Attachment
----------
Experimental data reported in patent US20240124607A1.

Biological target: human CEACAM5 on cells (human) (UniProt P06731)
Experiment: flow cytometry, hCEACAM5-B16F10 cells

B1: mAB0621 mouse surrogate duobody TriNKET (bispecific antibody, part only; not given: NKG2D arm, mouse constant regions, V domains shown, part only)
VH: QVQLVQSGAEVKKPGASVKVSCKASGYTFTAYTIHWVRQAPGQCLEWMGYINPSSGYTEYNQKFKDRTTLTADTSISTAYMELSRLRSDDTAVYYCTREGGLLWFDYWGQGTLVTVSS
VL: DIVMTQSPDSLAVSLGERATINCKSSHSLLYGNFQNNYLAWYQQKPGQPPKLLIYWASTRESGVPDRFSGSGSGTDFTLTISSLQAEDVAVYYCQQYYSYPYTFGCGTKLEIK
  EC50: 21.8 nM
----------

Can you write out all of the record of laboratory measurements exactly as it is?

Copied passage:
Experimental data reported in patent US20240124607A1.

Biological target: human CEACAM5 on cells (human) (UniProt P06731)
Experiment: flow cytometry, hCEACAM5-B16F10 cells

B1: mAB0621 mouse surrogate duobody TriNKET (bispecific antibody, part only; not given: NKG2D arm, mouse constant regions, V domains shown, part only)
VH: QVQLVQSGAEVKKPGASVKVSCKASGYTFTAYTIHWVRQAPGQCLEWMGYINPSSGYTEYNQKFKDRTTLTADTSISTAYMELSRLRSDDTAVYYCTREGGLLWFDYWGQGTLVTVSS
VL: DIVMTQSPDSLAVSLGERATINCKSSHSLLYGNFQNNYLAWYQQKPGQPPKLLIYWASTRESGVPDRFSGSGSGTDFTLTISSLQAEDVAVYYCQQYYSYPYTFGCGTKLEIK
  EC50: 21.8 nM